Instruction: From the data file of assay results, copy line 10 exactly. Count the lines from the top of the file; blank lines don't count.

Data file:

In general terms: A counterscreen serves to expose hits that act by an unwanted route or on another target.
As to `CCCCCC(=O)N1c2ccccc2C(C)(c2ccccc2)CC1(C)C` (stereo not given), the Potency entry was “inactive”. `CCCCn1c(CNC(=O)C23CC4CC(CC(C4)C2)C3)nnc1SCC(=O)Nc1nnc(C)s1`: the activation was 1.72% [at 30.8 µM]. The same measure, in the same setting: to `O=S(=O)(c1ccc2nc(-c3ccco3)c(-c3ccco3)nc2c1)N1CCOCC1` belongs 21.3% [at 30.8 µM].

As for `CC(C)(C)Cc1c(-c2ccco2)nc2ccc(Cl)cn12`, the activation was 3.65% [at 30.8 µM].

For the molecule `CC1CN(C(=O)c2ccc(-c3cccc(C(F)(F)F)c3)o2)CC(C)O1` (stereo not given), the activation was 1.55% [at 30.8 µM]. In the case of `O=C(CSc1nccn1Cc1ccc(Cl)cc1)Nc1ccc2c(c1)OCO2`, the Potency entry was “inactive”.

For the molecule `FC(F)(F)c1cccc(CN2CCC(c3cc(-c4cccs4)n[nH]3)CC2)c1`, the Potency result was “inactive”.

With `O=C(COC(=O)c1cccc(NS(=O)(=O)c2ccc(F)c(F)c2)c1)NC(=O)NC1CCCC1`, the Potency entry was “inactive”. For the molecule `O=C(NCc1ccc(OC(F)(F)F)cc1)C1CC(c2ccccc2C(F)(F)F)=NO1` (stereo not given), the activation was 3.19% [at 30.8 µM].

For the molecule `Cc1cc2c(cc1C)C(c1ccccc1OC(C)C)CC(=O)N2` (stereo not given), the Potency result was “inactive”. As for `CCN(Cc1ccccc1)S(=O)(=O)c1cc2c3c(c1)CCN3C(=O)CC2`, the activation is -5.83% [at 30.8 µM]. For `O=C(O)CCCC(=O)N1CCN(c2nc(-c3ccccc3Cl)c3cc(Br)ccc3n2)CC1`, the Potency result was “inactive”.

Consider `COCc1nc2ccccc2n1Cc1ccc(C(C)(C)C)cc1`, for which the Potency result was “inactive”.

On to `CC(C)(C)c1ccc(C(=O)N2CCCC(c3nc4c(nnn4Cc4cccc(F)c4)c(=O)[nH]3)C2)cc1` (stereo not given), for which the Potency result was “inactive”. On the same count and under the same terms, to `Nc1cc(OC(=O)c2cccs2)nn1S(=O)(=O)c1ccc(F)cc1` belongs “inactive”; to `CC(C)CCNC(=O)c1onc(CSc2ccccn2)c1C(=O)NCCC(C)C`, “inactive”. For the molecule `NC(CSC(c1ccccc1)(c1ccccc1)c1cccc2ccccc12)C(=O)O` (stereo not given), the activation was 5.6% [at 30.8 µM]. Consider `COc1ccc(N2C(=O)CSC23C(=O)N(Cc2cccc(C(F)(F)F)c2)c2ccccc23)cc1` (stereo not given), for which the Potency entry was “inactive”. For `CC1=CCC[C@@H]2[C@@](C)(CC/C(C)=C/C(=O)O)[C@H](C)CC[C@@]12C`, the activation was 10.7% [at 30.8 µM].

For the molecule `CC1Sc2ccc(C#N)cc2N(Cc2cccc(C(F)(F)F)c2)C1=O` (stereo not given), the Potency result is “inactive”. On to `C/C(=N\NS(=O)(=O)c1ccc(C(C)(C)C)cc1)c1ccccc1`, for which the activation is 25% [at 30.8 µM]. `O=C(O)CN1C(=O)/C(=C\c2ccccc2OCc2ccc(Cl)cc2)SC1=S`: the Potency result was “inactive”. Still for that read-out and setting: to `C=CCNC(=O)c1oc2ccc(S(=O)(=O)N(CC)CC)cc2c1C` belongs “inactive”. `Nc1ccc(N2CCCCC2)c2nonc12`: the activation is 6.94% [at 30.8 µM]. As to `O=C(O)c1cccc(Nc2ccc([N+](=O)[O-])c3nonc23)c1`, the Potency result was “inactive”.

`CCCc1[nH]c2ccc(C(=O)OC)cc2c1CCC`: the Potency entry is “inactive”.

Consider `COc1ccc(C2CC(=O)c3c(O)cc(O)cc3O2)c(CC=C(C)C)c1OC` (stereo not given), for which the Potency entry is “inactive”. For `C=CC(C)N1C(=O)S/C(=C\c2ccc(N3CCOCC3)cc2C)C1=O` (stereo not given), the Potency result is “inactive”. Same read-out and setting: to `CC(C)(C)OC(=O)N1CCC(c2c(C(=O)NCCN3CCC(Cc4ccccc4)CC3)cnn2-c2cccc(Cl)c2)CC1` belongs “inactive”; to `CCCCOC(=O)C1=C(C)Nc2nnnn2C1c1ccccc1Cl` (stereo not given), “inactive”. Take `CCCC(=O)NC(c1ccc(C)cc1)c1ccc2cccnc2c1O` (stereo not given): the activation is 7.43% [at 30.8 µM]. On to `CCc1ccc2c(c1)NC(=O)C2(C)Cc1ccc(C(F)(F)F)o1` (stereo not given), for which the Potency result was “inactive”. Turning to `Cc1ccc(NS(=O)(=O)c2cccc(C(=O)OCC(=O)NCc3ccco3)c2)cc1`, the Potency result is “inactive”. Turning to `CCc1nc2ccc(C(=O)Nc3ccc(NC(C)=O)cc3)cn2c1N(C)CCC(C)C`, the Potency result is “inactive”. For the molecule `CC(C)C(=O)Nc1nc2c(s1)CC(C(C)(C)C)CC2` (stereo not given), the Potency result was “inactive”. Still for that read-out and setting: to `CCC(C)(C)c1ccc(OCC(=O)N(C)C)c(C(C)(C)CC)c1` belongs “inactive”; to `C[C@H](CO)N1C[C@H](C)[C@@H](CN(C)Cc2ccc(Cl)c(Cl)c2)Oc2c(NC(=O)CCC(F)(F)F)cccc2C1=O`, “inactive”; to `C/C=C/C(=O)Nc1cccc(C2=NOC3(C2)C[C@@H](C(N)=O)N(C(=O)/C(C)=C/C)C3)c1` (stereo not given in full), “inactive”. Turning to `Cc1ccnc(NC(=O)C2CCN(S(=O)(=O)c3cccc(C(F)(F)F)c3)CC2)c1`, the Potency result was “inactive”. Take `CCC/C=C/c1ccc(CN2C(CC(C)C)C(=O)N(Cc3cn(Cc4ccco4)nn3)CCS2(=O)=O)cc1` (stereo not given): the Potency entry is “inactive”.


For the molecule `CC1Sc2ccc(C#N)cc2N(Cc2cccc(C(F)(F)F)c2)C1=O` (stereo not given), the Potency result is “inactive”. On to `C/C(=N\NS(=O)(=O)c1ccc(C(C)(C)C)cc1)c1ccccc1`, for which the activation is 25% [at 30.8 µM]. `O=C(O)CN1C(=O)/C(=C\c2ccccc2OCc2ccc(Cl)cc2)SC1=S`: the Potency result was “inactive”. Still for that read-out and setting: to `C=CCNC(=O)c1oc2ccc(S(=O)(=O)N(CC)CC)cc2c1C` belongs “inactive”. `Nc1ccc(N2CCCCC2)c2nonc12`: the activation is 6.94% [at 30.8 µM]. As to `O=C(O)c1cccc(Nc2ccc([N+](=O)[O-])c3nonc23)c1`, the Potency result was “inactive”.